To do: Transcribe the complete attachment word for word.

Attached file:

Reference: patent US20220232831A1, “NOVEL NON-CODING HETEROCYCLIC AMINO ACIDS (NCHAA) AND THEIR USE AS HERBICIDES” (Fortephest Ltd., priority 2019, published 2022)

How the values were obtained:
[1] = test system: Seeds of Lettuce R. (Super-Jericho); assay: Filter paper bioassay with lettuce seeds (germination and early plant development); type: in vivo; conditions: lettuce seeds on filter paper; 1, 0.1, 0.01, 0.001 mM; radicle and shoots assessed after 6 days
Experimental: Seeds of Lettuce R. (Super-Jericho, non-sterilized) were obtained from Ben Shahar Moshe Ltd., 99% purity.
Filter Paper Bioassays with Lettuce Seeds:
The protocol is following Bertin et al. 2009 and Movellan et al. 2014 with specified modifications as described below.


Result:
Reference: patent US20220232831A1, “NOVEL NON-CODING HETEROCYCLIC AMINO ACIDS (NCHAA) AND THEIR USE AS HERBICIDES” (Fortephest Ltd., priority 2019, published 2022)

How the values were obtained:
[1] = test system: Seeds of Lettuce R. (Super-Jericho); assay: Filter paper bioassay with lettuce seeds (germination and early plant development); type: in vivo; conditions: lettuce seeds on filter paper; 1, 0.1, 0.01, 0.001 mM; radicle and shoots assessed after 6 days
Experimental: Seeds of Lettuce R. (Super-Jericho, non-sterilized) were obtained from Ben Shahar Moshe Ltd., 99% purity.
Filter Paper Bioassays with Lettuce Seeds:
The protocol is following Bertin et al. 2009 and Movellan et al. 2014 with specified modifications as described below.